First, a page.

Would that the whole world were thinking about Advent, but I shall settle for FF’s promise to occasionally blog a bit about the season of anticipation. While the liturgical legalist in me would want to have bracketed off all discussion of Christmas whatsoever until tomorrow, the beginning of Advent, the fact is that I spent all last Sunday afternoon buying Christmas gifts for my nieces, nephews and godchildren, so I haven’t a leg to stand on. I won’t even be able to build a leg out of all the Lego I purchased because it is allegedly customary to let the children open the toys themselves on Christmas Day.
Regardless of how often I stamp my feet and shout, “That’s just a mere social construct!”, Wife-unit won’t budge. I have to leave those lovely packages unopened.
Anyway. Advent. It seems to be the cool thing to record our experiences of it on our blogs these days, which is good because otherwise, what would blogs be for except distracting people too antisocial to be on social networks?
Advent, in its stripped down anticipation seems to me to be more pliable to our individual interpretations than Lent. In Lent we get caught up in the restoration-covenant plan that is the heart of all creation. Advent is much less robust than Lent; in terms of its heritage in the church, its theological significance and in how much it asks of us.
As a result, for some, Advent is a chance to engage in a bit of a lifestyle detox, that is parallel if not totally disconnected from the Biblical narrative. We see this in the Advent reflections that rotate around crafting with children or attempting to abstain from the consumption-fest that is the Western Winterval season. We should not malign this form of Advent-ing for even a moment. Indeed, my own church seeks to take up this kind of intuition and direct it towards mission by participating in the wonderful Advent Conspiracy. My friend Dave Freeburn, a poet and artist with a soul that seems to resonate with the tension induced by these waiting periods in the church calendar, proposed during the week that we consciously avoid the SPEND!SPEND!SPEND!-athon of December through something he calls Ad-Lent.
But of course historically, Advent has been a waiting that has a particular goal. Christians obviously aren’t involved in some desperate mime-performance where we wait as people in great darkness for a great light that has already dawned. Rather, we have waited through Advent in, to use a big theological word, eschatological expectation. We wait not for the birth of Jesus, an event that has happened and is never to happen again. Instead, we wait for the return of Jesus. Advent is from the Latin Adventus, meaning arrival. It was an Imperial term that was used for the coming of the Emperor to a city on an official visit. It is the direct Latin translation of another crucial big Greek theological word: parousia.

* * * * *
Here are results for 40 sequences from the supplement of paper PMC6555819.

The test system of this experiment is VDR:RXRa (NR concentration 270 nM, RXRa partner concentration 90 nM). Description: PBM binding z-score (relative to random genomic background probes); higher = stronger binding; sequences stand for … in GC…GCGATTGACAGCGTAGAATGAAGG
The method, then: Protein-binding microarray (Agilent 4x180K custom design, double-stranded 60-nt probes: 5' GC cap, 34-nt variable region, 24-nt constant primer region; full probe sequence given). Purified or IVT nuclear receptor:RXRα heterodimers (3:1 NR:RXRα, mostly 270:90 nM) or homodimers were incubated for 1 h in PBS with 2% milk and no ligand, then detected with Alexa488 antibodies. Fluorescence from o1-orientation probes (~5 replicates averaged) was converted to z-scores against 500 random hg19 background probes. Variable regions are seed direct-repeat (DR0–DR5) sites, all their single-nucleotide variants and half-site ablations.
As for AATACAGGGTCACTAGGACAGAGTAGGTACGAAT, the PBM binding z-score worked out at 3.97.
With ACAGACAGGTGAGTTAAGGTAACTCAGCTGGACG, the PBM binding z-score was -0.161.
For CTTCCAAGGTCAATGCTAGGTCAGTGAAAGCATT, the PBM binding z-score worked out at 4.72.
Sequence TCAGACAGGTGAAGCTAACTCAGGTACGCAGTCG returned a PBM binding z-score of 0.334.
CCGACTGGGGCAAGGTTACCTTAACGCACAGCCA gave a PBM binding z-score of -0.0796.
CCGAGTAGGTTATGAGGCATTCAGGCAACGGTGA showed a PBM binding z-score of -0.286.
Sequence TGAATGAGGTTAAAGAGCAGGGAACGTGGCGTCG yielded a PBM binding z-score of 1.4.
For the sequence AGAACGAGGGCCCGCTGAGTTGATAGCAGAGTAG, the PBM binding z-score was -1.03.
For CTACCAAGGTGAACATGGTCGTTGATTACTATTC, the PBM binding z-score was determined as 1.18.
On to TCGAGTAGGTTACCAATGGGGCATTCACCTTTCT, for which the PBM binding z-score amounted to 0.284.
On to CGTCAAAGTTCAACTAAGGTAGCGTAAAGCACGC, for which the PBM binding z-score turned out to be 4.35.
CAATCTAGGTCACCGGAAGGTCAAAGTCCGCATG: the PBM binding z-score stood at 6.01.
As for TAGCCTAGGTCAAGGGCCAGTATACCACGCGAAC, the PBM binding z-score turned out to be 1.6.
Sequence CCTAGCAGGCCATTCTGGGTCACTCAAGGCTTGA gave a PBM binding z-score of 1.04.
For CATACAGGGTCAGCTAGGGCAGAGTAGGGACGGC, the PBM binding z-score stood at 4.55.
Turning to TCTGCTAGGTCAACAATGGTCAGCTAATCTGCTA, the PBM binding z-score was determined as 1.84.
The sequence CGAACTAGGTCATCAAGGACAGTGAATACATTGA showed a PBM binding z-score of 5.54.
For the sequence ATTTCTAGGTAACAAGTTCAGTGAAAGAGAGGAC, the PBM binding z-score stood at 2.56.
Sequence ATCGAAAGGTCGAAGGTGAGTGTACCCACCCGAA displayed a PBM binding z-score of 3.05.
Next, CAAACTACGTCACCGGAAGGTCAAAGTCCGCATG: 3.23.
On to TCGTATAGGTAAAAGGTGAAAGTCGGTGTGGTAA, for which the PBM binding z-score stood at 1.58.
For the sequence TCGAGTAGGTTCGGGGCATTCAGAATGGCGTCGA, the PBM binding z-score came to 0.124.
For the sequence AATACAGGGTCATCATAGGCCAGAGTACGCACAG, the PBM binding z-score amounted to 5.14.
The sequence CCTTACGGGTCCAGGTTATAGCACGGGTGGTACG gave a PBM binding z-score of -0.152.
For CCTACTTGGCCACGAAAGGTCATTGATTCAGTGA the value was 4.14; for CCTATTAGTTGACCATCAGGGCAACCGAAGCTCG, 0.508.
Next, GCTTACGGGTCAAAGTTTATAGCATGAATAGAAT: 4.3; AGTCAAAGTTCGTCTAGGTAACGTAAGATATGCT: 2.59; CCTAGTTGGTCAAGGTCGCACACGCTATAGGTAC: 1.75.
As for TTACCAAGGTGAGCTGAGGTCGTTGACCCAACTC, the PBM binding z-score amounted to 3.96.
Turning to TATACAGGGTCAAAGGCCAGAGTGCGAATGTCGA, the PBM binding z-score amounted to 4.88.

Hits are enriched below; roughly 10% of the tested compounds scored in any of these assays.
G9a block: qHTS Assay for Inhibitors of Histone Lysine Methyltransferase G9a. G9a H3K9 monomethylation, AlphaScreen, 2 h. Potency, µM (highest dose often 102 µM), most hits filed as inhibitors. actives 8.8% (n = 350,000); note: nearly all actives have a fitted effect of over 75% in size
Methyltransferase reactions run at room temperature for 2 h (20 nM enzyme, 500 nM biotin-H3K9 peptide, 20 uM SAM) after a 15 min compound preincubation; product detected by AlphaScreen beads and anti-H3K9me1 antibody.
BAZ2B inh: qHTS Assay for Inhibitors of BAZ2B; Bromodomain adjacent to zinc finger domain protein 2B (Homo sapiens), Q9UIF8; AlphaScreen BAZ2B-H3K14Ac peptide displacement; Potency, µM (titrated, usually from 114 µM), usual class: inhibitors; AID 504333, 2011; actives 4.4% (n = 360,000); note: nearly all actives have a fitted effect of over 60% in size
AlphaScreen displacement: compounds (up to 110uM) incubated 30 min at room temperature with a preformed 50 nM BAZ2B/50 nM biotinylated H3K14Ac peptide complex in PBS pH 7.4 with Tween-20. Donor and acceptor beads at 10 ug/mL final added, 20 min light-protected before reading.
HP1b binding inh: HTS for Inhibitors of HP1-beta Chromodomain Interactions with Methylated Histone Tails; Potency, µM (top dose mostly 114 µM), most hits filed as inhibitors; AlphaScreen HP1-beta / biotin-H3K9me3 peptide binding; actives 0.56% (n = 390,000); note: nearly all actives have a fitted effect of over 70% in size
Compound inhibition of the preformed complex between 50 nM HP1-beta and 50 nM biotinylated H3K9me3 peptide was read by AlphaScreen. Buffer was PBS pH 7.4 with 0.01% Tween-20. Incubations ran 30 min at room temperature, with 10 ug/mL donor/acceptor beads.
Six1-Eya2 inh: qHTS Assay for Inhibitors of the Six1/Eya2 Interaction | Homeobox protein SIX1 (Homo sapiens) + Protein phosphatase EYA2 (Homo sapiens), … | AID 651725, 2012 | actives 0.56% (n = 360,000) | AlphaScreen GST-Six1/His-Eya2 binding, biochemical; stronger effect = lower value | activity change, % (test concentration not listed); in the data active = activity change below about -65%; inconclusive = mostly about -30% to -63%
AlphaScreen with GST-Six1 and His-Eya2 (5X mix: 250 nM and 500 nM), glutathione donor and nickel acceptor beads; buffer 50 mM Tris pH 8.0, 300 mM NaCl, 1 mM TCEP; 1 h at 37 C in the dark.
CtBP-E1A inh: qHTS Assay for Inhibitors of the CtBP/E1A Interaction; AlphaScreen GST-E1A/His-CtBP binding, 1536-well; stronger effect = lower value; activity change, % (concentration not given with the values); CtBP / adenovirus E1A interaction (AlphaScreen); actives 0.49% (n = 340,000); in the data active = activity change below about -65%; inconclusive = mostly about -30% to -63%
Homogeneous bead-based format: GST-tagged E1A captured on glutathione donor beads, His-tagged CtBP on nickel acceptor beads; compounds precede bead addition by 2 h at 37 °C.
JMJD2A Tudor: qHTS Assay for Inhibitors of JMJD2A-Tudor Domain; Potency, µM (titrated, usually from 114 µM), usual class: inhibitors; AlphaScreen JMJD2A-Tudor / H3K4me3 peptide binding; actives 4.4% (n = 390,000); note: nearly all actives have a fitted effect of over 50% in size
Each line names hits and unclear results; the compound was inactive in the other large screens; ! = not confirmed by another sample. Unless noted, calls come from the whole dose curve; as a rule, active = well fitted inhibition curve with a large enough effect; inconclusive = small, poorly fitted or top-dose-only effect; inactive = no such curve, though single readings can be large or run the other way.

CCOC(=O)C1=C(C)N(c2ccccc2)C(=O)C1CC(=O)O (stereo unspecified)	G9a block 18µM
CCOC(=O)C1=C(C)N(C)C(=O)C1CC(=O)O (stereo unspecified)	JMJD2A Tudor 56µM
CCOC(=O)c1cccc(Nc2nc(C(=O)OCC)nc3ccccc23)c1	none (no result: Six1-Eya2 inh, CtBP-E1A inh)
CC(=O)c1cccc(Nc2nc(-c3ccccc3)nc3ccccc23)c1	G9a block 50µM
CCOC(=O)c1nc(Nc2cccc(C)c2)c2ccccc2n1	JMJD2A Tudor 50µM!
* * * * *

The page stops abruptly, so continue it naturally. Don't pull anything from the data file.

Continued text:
We wait, then, in the in-between time. We wait after the coming of Jesus but we wait expecting the coming of Jesus. It is upon this stage that Advent unfurls itself. And it is in this tension that we find our hopes and anxieties echoed in the characters of the infancy narratives of the Gospel. As we struggle with the injustice of the world we live in, ordered by the Empire of Capital, we find our sister in Mary as she struggled, in her Magnificat prayer, with the injustice of the world she lived in which was ordered by the Empire of Caesar. As we live under the shadow of death and the profound grief we endure, we find our brother in old Simeon.
My friend Stacey Gleddiesmith who is a gifted theologian of worship and liturgy, has written about why Advent matters. Her words speak to me today:
The fast before the feast, yes – but also something else. Advent gives us the opportunity to tell God that things are still not right down here. We weep over the state of the world; we bring to God those things in our own lives that aren’t right. Advent establishes in the people of God a renewed sense of longing for Christ’s second coming – for the day when all things shall be renewed under the lordship of Christ. As we wait with Israel, we feel some of Israel’s pain and desperation – and we join our own pain and desperation to it. We see oppression, war, and hunger in the world and we acknowledge that this is not the way things should be, that this is not God’s intention for the world. We stand in the face of injustice, sorrow, and sickness and say: “Come, Lord Jesus, come.”
Your Correspondent, Thinks every Christian should know the meaning of Ambivalence